• Same-sex couples are treated unequally by the Social Security and Medicaid systems, and in the taxation of pensions and 401(k) plans. This costs GLBT seniors hundreds of millions of dollars each year in lost benefits that heterosexuals take for granted, like Social Security survivor benefits, spousal benefits, and the pension income of a deceased partner. This is particularly unfair since, without legal recognition of same-sex marriage, GLBT workers pay higher income taxes, on average, than straight people.

  • Medicaid regulations allow married individuals to retain their homes without jeopardizing their spouses' eligibility for Medicaid coverage of nursing home care; this protection does not apply to same-sex couples.

  • GLBT seniors may have particular caregiving needs, as they may be less likely to have children than heterosexual seniors, and may be estranged from their families of origin. Some surveys indicate that gay and lesbian elders are more likely to live alone than heterosexual elders.

  • Even such basic rights as hospital visitation, or the choice to reside and die in the same nursing home as one's partner, are denied to same-sex couples.

  • GLBT elders face particular health risks, and may be less likely to have insurance. Disease prevention strategies often ignore older gay and lesbian people, and HIV/AIDS drug trials don't include older participants.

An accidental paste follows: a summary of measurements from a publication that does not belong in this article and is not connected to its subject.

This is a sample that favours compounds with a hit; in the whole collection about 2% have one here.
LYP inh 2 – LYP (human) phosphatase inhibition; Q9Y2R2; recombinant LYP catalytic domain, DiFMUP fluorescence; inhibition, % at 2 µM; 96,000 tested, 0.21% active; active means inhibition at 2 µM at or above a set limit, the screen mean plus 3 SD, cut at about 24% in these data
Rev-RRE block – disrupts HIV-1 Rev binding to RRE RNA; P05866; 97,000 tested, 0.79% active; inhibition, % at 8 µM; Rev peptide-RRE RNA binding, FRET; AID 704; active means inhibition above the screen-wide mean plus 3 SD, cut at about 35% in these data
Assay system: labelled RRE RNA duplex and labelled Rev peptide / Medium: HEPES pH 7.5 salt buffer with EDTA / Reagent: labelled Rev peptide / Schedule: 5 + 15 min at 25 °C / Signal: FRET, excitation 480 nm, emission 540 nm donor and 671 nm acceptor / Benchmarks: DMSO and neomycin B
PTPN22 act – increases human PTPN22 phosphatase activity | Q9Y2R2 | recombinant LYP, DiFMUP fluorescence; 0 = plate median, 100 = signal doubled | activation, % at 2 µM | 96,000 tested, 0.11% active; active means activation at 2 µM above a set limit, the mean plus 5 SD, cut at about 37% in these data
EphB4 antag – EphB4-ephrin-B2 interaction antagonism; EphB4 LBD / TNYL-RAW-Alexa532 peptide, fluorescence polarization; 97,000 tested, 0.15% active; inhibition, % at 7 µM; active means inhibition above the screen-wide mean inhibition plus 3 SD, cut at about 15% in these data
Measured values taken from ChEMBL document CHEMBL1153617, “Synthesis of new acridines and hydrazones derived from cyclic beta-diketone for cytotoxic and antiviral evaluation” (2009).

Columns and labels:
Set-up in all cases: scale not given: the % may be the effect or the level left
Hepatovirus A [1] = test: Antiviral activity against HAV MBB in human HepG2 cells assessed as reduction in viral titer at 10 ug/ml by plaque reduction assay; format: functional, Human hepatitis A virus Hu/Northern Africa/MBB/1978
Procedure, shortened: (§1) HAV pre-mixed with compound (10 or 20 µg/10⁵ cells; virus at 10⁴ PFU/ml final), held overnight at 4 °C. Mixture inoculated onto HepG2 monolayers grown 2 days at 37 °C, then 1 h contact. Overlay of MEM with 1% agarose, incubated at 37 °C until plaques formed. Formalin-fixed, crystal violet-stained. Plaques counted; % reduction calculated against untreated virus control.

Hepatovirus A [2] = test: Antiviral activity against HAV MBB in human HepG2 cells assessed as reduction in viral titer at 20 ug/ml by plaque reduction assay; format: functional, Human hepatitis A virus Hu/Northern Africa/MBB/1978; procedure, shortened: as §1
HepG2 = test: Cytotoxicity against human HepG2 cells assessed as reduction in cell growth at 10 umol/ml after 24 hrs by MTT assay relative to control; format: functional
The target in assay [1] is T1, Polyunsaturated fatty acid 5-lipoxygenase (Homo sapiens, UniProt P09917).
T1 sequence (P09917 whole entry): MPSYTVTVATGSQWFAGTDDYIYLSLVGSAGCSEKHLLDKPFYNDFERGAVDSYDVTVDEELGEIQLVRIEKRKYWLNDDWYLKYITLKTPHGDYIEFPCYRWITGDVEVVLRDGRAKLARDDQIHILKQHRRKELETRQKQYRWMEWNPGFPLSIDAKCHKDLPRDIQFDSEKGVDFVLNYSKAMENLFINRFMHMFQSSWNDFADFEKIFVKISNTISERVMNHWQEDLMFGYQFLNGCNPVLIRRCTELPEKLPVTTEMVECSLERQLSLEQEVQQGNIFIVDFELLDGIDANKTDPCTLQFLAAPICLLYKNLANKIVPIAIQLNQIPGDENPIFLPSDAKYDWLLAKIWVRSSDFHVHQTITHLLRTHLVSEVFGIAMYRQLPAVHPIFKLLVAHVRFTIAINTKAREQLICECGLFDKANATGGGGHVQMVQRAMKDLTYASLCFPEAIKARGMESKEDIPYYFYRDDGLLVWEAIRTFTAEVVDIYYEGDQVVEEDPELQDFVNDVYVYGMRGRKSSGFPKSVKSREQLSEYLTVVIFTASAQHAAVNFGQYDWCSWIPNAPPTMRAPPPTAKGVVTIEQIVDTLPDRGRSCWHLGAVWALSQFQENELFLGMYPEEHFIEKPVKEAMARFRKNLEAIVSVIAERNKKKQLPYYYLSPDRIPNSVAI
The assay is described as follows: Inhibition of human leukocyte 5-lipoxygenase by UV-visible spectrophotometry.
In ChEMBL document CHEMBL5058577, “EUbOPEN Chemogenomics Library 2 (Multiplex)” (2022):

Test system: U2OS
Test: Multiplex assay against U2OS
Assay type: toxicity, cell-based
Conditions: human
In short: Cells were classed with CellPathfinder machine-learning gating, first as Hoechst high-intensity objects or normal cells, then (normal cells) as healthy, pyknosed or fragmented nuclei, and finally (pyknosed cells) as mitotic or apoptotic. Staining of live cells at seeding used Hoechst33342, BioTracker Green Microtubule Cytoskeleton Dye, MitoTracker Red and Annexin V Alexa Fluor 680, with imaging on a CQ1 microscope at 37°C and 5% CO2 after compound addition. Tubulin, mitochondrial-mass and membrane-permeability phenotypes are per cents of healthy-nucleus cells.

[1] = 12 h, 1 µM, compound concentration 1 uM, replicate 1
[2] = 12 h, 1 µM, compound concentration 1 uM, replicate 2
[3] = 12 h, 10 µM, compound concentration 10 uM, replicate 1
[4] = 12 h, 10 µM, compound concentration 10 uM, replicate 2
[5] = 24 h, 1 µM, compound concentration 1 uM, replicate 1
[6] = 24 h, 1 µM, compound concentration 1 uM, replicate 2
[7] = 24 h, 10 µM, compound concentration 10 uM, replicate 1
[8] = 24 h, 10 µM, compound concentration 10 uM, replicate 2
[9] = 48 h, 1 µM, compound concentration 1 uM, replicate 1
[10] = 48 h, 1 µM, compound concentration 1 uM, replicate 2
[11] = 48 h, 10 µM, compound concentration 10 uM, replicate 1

Homophobic and heterosexist services and policies are exacerbated by the ageism and social isolation that elders often face within the GLBT community itself. GLBT media and activists often ignore old people and their concerns, and social institutions tend to be age-segregated.

    Ageism permeates our language, as in the characterization of older hang-outs as "wrinkle rooms."

    "Most of the gay and lesbian organizations go about their plans, totally insensitive, and without thinking [they] exclude us," says 77-year-old Vera Martin, a founding leader of Old Lesbians Organizing for Change. "We have a lot to share. Our life experiences can be a map for those coming behind us."

    Activists like Martin have created several gay-specific service organizations for GLBT elders. Senior Action in a Gay Environment, Pride Senior Network, Gay & Lesbian Outreach to Elders, and others provide services to GLBT elders and have pushed groups like NGLTF to do meaningful work on aging issues.

    To support these efforts, the GLBT community must examine its own ageism, value its older members, and recognize their unique concerns. GLBT activists must address aging issues, and also demand that the needs of GLBT seniors be incorporated into the work of mainstream aging organizations.

    Engaging aging policy is not just the right thing to do. It's also in our self-interest. After all, with luck we'll all be old and gray someday.
    Elizabeth Toledo is the executive director of the National Gay and Lesbian Task Force and Sean Cahill is the research director at the NGLTF Policy Institute. To order a copy of Outing Age, please visit www.ngltf.org.